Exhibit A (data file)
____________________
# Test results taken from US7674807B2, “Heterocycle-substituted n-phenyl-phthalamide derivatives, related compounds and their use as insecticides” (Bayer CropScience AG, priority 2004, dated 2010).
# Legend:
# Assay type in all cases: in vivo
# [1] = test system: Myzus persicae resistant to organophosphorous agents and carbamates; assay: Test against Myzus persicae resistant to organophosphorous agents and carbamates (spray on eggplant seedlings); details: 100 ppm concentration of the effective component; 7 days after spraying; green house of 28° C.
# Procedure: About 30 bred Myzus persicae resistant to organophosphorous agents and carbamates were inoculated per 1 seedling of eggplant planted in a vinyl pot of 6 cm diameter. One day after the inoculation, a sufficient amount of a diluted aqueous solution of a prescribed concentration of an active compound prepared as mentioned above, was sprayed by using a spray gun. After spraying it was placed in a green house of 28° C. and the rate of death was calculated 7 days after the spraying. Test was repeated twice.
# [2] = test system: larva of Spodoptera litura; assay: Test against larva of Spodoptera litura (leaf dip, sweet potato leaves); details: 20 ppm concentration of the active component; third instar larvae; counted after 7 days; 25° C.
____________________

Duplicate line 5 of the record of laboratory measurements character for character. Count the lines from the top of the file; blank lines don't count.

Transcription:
# Procedure: About 30 bred Myzus persicae resistant to organophosphorous agents and carbamates were inoculated per 1 seedling of eggplant planted in a vinyl pot of 6 cm diameter. One day after the inoculation, a sufficient amount of a diluted aqueous solution of a prescribed concentration of an active compound prepared as mentioned above, was sprayed by using a spray gun. After spraying it was placed in a green house of 28° C. and the rate of death was calculated 7 days after the spraying. Test was repeated twice.